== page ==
On another note, Janus has been placed on Doggy House Arrest. He has apparently decided that he is big enough to walk himself. Just the other night, we didn't realize right away that he had left the boat and Jeff had to go look for him. He found the dog in the park...we don't know whether Janus wasn't quite ready to come back on his own or if he had lost his way.

Yesterday morning, the dog decided he was ready to go even if I wasn't quite and I had to dash after him in my PJ's. He ignored all my threats of dismemberment and severe beatings & went about his business.
So now, we have fashioned a gate to impede his departures and the boat looks even more like a doggy play pen then it did before.

Friday, August 21, 2009

Walking to Pigeon Key

I did quite a bit of walking when I was in North Carolina for a couple of different reasons. First off, it wasn't as hot as it was in the Keys and getting outdoors for a little exercise didn't seem like such a dreadful thing to do. Secondly, there was a beautiful park near my mother's - The Bog Garden - which made walking a special treat. And lastly, it was a great thing to do with Maddie especially in the hour or so before lunch. I'd slather her up with baby sunscreen, slap a hat on her blond little head, and strap her into her new red push car.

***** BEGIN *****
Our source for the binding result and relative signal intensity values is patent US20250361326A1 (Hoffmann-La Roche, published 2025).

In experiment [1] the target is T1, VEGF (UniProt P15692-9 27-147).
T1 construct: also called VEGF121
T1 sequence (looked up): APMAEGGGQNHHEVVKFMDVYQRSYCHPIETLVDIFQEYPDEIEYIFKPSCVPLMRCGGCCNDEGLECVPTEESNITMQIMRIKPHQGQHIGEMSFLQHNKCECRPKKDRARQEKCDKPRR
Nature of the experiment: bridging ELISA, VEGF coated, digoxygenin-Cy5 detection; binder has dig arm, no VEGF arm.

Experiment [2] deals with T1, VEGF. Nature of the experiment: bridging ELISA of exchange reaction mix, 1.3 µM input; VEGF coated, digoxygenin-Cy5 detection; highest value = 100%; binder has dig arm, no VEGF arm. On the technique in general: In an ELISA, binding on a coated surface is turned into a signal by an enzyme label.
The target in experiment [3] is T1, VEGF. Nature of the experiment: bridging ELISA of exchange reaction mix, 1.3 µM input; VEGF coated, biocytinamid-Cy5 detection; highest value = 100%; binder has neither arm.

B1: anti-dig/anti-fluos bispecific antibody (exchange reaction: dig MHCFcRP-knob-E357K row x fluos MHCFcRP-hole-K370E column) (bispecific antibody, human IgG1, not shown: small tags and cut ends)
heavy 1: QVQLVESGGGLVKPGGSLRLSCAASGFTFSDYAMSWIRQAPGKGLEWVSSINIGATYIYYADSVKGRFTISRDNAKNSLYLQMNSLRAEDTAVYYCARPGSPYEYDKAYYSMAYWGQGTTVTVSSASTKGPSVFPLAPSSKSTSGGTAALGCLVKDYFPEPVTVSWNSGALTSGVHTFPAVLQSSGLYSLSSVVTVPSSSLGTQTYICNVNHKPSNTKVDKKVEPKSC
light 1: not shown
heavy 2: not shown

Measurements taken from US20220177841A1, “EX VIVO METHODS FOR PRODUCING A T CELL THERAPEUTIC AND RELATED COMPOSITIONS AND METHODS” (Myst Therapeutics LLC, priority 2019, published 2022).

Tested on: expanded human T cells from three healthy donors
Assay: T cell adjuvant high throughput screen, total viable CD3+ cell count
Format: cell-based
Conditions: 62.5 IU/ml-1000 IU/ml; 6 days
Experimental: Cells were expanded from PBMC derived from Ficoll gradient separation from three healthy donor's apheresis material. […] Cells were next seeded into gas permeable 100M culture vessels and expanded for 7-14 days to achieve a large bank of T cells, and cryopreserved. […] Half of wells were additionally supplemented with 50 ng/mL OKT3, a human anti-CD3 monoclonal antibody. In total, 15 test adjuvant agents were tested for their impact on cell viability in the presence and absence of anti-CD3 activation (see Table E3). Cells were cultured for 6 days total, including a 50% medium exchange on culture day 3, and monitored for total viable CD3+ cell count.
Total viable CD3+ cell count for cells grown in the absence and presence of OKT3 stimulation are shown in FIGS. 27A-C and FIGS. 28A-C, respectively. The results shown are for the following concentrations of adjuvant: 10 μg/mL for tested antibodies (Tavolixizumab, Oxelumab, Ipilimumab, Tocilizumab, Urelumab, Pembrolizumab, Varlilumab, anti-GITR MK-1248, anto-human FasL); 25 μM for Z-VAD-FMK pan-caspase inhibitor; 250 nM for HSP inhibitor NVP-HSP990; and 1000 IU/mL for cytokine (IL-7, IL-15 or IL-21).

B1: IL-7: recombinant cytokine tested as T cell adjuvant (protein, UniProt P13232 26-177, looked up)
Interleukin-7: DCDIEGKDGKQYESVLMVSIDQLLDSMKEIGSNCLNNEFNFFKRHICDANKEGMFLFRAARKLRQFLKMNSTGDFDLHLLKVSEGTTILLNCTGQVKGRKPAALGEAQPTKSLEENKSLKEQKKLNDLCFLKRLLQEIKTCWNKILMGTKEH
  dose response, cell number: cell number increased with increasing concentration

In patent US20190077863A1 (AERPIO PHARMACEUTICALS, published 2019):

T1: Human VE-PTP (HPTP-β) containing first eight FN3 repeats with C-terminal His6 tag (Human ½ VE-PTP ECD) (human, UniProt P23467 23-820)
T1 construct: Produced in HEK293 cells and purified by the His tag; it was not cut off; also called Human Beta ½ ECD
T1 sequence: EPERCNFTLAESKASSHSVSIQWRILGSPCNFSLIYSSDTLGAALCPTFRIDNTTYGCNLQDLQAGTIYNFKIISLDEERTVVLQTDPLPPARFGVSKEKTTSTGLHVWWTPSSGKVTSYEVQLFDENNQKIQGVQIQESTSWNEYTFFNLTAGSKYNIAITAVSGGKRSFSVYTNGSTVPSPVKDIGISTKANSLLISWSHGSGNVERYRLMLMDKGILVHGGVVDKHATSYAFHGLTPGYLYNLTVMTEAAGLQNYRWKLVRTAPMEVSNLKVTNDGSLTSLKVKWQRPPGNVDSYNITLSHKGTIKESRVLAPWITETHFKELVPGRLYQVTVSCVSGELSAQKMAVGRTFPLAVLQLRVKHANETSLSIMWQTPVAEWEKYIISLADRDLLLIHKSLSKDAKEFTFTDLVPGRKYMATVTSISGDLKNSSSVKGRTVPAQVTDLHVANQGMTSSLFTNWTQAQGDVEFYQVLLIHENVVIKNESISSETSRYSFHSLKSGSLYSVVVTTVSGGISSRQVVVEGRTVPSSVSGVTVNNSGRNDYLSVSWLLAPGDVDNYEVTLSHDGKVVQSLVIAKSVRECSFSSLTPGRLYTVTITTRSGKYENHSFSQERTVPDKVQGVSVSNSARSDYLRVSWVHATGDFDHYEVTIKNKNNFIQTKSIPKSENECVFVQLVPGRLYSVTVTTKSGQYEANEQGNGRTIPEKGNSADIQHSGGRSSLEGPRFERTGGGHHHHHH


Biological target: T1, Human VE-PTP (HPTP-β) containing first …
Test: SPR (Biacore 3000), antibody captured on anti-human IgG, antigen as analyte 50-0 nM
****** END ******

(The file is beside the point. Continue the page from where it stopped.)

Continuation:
On one of our outings, we rescued a woman who had inadvertently locked herself in her backyard. The large plastic wheels on Maddie's new ride make the same noise as dragging a garbage can down the street. The woman heard us coming and started yelling. Maddie also seemed to enjoyed the ample opportunities to practice her Parade Float Beauty Queen Wave to the mailman, and the landscapers and roofers working in the neighborhood.